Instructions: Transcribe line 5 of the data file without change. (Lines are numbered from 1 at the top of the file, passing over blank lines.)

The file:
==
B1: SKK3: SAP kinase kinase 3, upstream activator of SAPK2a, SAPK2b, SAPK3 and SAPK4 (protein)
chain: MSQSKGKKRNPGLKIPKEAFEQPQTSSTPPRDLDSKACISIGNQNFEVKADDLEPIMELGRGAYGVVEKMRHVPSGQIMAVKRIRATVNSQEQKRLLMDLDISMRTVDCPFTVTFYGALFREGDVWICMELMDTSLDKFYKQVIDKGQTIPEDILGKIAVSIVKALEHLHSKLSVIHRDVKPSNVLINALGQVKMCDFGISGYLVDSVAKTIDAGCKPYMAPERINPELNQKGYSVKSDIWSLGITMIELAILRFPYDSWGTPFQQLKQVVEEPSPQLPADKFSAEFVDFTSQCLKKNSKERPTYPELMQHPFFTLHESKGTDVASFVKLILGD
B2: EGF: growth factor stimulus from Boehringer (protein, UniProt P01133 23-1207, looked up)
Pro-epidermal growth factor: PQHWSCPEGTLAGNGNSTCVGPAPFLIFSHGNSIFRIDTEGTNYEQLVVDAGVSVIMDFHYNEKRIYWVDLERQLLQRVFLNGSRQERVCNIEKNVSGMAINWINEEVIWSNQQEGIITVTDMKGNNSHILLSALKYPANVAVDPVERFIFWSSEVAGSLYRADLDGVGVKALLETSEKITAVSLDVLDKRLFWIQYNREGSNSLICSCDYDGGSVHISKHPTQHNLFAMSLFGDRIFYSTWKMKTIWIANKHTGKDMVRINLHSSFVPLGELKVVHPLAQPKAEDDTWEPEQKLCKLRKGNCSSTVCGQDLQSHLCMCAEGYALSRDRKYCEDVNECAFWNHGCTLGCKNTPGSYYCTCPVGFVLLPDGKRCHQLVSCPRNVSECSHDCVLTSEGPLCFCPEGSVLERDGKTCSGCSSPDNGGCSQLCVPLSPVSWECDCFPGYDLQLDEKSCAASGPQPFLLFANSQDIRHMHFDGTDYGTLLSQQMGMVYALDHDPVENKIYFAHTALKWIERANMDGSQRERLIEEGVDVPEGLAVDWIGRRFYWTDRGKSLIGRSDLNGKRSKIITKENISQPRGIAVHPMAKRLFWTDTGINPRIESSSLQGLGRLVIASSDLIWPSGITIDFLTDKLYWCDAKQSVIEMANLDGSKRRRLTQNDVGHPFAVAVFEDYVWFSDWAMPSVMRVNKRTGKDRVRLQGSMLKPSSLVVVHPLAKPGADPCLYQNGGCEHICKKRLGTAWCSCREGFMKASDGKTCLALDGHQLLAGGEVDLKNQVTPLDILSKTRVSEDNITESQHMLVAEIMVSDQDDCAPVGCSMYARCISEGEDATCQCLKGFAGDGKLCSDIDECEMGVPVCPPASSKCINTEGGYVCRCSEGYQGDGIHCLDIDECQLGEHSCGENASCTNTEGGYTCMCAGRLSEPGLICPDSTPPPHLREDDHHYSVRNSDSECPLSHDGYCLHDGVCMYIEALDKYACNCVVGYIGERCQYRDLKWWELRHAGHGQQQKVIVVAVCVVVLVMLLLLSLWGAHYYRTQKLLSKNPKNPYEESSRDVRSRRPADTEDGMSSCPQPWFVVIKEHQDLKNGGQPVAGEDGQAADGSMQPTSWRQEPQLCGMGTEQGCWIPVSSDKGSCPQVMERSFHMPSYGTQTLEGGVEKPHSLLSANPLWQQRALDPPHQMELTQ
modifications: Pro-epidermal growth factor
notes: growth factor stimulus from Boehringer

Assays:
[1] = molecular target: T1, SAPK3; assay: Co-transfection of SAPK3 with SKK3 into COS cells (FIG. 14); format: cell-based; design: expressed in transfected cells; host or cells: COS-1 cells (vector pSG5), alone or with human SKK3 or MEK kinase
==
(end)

modifications: Pro-epidermal growth factor